“Dad, I can’t get the lawnmower started.”

Dad came out to the garage where I was struggling with the machine. His hand firmly grasped the handle on the end of the pull cord and he pulled. On the second pull the motor took off and he looked at me with a slight smile that non-verbally communicated “You’ve got to put a little muscle behind it.”

“Thanks!” I sheepishly replied.

I remember the grasp of the hand at the end of my ordination service on June 24, 1979. I had just been given the charge to ministry, been prayed over, and congratulated…and then there was Dad’s hand grasp telling me how proud he was of me, but also the importance of the calling.

Last summer we stood in a side classroom of Beulah Baptist Church. The worship service had ended a few minutes before that and there was a woman who had requested that the deacons pray for her. A serious medical condition had been discovered. They invited me to join them in the prayer circle around the lady. I stood next to my father, Deacon Emeritus of the church, grasped his hand, and then listened to him and others pray for the woman. His hand hold was firm, just as his faith in the power of prayer was strong.

Within an hour we held each other’s hands around the dinner table as he prayed for the blessings of God upon our meal and family.

When I would come from Colorado to visit him in the past few years he would reach his hand towards me at meal time, grasp it with care, and pray the dinner grace.

After several minutes in the hospital room he finally releases his grip and allows my sister to feed him the chocolate pudding from his tray. Unlike the peas and carrots he eats all of the pudding. It’s the last food he will partake of, a taste of sweetness that describes the effect of his life on so many others.

Less than a day later he passes on…and it’s okay! Like his hand grasp, he is a man who had a firm grasp on what is important in life.

That last grasp of the hand. I’m extremely thankful that God allowed me to have it. In my memories of Pops i’ll hold on to that moment for a long, long time.

Going To See Dad…Probably for the Last Time!

February 14, 2018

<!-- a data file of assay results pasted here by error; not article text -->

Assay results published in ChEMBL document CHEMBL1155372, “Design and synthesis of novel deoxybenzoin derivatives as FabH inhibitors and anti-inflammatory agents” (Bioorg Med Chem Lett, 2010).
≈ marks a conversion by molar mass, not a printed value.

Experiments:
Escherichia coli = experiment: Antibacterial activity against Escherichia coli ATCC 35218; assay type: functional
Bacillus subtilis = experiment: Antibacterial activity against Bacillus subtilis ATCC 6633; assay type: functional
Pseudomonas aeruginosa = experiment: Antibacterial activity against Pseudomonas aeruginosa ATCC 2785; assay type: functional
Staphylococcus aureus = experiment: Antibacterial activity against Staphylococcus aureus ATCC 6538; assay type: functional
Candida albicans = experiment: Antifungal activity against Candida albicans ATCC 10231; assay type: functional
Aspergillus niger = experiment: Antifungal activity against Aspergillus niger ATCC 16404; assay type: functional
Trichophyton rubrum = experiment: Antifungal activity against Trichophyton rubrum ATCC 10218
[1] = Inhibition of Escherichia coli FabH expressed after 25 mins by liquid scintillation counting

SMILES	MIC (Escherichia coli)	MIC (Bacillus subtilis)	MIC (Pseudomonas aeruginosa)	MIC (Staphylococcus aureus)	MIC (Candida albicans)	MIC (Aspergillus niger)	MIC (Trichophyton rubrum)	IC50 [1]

WORDS FROM W.W.                                                          February 14, 2018

                       

I’m sitting in the Denver airport waiting for an early morning plane that will jet me across the country, hurry me off it in order to find another plane that will then come part of the way back in the other direction. It’s a hard trip, not because of the stress of flying, but rather because of the reason for the journey.

Dad is failing. It’s not unexpected. His second home this past year has been St. Mary’s Hospital in Huntington, West Virginia. He’s inching towards his 90th birthday. Each week seems to bring a new health concern. Last week my sister was by his side for a consultation with a hospice counselor.

Today’s flight is punctuated with memories and uncertainty.

I remember how my dad stood by my mom’s side in her final days as the Parkinson’s gradually took away her ability to use her hands and legs, and her ability to speak. It was a painful journey.

I remember his journey to Colorado to attend our youngest daughter’s wedding. While there he brought Lizi to tears with the gift of a special piece of jewelry that had been my mom’s.

Since I didn’t eat breakfast this morning, I’m remembering my dad’s hamburgers. Honestly, I have never tasted another hamburger that rivaled his. Even though I got the recipe and instructions from him I could never come close to the distinctive flavor. When you ate two of Dad’s burgers you were sorry that you couldn’t handle a third!

I remember the sadness we experienced when he couldn’t attend our oldest daughter’s wedding because Mom’s health was not good, but I also cherish the memories of his visit about four years ago and how he bonded with our granddaughter Reagan, who was three at the time. I remember her coming into the house one morning and yelling, “Papaw, Papaw!” She paused for a moment and then she said to me, “I know he’s here. I can smell him!” (His after shave announced his presence.)

As the plane flies through the clouds I can’t see anything around me or below me. It’s a metaphor for Dad’s situation. There is not a clear picture of what is and what will be. Somewhere in front of us the clouds will part and the picture will be seen.

My emotions are close to the surface. A few times this morning the potential for tears was heightened, and yet they haven’t erupted as I expect they will. My father’s best emotion was laughter-laced joy. I can hear the echo of his chuckle as we fly over Kansas. I can see his body shaking in rhythm with the laughter. If it was a story that he was telling for the hundredth time he’d close the tale with his hand slapping his knee in total appreciation for the memory.